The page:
Invoking MLK, Romney blasts Trump over 'shithole' comment

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Because we live in The Twilight Zone now, the media cycle today — which, of course, is Martin Luther King Jr. Day — is currently being dominated by President Donald Trump having allegedly asked why our country allows people from "shithole" countries to come here. The comments have launched a debate as to whether the President of the United States is racist, and placed media outlets around the nation in the uniquely 2018 quandary of having to decide whether to repeat the vulgarity or censor it as "s-hole" (we are #TeamShithole). This ridiculous media cycle follows last week's ridiculous media cycle, in which Trump declared himself to be a "very stable genius" on Twitter, igniting a serious debate as to whether the President of the United States is sane or not. God, this is exhausting.

Anyway, today 2012 GOP presidential nominee Mitt Romney — remember him? — took to Twitter to condemn Trump's comments and invoke Dr. King. "The poverty of an aspiring immigrant’s nation of origin is as irrelevant as their race. The sentiment attributed to POTUS is inconsistent [with] America’s history and antithetical to American values," he wrote. "May our memory of Dr. King buoy our hope for unity, greatness, & 'charity for all.'"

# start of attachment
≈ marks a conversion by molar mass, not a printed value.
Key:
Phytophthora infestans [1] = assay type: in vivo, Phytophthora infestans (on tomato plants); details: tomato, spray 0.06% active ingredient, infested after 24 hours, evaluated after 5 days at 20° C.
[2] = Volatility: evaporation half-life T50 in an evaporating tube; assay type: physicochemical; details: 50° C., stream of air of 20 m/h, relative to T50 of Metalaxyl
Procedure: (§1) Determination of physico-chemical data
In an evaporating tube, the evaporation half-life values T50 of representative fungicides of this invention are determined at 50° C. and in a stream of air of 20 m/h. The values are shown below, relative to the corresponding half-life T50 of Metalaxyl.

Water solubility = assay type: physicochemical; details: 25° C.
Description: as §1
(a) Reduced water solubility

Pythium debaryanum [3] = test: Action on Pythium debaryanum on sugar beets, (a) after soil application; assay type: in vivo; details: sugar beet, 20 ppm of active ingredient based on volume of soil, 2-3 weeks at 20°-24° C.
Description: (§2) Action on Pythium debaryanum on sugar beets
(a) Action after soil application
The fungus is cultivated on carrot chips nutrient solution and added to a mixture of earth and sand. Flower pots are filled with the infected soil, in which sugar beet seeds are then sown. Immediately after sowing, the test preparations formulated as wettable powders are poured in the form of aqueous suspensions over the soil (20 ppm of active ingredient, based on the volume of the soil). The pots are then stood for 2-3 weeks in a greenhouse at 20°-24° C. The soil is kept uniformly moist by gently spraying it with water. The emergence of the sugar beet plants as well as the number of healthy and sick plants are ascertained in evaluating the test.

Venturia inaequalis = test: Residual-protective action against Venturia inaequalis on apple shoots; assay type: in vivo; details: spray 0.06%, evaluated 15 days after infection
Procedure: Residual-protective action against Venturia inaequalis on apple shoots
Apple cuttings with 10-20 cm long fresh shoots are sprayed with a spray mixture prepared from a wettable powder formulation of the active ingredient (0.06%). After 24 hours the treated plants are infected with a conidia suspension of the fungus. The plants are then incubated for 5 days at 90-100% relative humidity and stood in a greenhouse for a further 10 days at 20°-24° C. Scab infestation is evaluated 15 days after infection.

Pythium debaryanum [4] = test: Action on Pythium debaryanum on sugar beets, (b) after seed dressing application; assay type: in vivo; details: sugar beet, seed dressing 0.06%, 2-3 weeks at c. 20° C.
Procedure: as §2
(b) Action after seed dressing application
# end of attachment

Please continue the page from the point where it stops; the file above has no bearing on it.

It's not the first time Romney has criticized Trump over racist comments. In August, following Trump's assertions that the violent clash between white supremacists and protesters in Charlottesville were perpetuated by "hatred, bigotry, and violence on many sides," Romney called out the attempt at making a moral equivalence. "No, not the same. One side is racist, bigoted, Nazi," he wrote. "The other opposed racism and bigotry. Morally different universes."

Trump denied making the "shithole" comment and told reporters, in his typical propensity for extremes, that he is "the least racist person you have ever interviewed." Romney is widely believed to be considering running for Utah's Senate seat.

About The Author

Lee DeVito

Leyland "Lee" DeVito grew up in the suburbs of Detroit, where he read Metro Times religiously due to teenaged-induced boredom. He became a contributing writer for Metro Times in 2009, and Editor in Chief in 2016. In addition to writing, he also supplies occasional illustrations. His writing has been published...
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